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Reasons to be optimistic

There are plenty of times when things look pretty bleak for the Devil Rays. But there also are nights like Friday when the future can look pretty promising.

Doug Waechter rediscovered his form and pitched crisply into the seventh. Carl Crawford and Rocco Baldelli raced around the bases. Aubrey Huff and B.J. Upton hit balls out of the park. And the Rays beat the Blue Jays 11-4 on a chilly Canadian evening to match their 2003 total of 63 wins.

The victory moved them four games ahead of the Jays, with 17 to play, in their bid to avoid finishing last for the seventh straight season, and to within seven of reaching 70 wins for the first time.

It also illustrated what manager Lou Piniella was saying hours earlier: that core of young players is solid enough that with the right additions the Rays are not that far from _ finally _ being a competitive team.

Piniella, of course, has big plans, wanting to add pitchers good enough to be Nos. 1 and 2 in the rotation and hitters worthy of batting third and fourth in the lineup, moves that seem too pricey given the Rays' plans for a modest payroll increase.

But, still, there is some reason for optimism.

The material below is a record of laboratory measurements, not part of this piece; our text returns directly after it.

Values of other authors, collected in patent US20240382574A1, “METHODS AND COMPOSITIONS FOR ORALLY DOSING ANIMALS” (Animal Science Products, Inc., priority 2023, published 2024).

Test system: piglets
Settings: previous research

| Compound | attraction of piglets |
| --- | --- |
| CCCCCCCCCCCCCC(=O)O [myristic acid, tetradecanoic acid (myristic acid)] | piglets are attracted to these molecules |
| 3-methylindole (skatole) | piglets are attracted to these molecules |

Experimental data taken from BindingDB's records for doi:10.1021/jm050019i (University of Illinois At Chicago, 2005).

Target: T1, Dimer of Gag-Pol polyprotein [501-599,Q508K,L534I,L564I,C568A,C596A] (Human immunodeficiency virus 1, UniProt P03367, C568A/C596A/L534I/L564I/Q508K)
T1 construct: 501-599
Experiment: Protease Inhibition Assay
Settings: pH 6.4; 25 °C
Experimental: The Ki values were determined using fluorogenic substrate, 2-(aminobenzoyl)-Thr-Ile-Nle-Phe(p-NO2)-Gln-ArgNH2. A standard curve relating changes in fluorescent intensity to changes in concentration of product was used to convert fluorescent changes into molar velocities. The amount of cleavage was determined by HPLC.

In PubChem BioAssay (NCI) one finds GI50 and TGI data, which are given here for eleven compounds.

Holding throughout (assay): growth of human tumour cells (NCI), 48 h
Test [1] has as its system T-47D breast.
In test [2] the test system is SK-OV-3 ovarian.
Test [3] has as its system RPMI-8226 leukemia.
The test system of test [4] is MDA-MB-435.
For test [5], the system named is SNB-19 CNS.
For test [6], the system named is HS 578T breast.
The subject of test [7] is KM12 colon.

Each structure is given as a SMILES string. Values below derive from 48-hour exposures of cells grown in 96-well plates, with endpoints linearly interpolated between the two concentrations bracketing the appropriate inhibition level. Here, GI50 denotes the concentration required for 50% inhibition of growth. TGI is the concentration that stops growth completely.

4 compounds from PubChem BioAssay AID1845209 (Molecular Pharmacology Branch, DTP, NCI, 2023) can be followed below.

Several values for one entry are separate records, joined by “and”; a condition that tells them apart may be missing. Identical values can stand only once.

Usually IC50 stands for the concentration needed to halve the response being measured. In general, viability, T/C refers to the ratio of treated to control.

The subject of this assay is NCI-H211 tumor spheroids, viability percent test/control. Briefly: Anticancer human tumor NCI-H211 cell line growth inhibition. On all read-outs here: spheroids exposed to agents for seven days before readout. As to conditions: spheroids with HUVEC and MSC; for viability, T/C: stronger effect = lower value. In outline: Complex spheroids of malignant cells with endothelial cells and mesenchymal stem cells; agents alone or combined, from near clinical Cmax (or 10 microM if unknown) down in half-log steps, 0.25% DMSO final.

"We know exactly what we need; it's a question of hopefully being able to get it," Piniella said. "We've been in third place a good portion of the summer and it goes to show you that with some improvement we can compete. If you add to this the right way, this thing here can accelerate forward."

Waechter can be a key part of the process.

After last year's impressive September, the Rays were counting on him as a mid rotation starter this season, and perhaps even more in the future. But an inconsistent spring and a finger injury that sidelined him for more than two months dimmed some of the promise.

Making a few slight adjustments after a pair of rough starts since rejoining the team, Waechter found comfort in his old delivery Friday, and found a groove. He allowed two-run homers in the first and seventh innings when he made mistakes on pitch selection, but otherwise looked to be back in form, albeit against a Toronto lineup featuring four rookies. Waechter allowed only two singles during the five middle innings and retired 12 straight in one stretch to win for the first time since June 2.

"He was much better all around," Piniella said. "He had a nice effort."

Said Waechter: "I'm starting to feel like my old self again."

Crawford stole his team-record 56th base and scored twice, extending his single-season runs record to 95. Baldelli notched an RBI in a team-record eighth straight game. Huff hit his 26th home run, and pushed his RBI total to 95.

But the most impressive hit belonged to Upton.

If the Jays were making a statement by intentionally walking Jose Cruz to bring the 20-year-old rookie to the plate with two on and two out in the seventh inning of a 6-2 game, Upton provided a dramatic response, crushing Sean Douglass first pitch for an opposite-field home run, his fourth in 34 games.

"That's kind of what I was thinking to myself _ if they're going to walk somebody to get to me, I better do something," he said.

Piniella noticed.

"I didn't realize he's as strong as he is," Piniella said. "He hit that ball like a young Alex Rodriguez."

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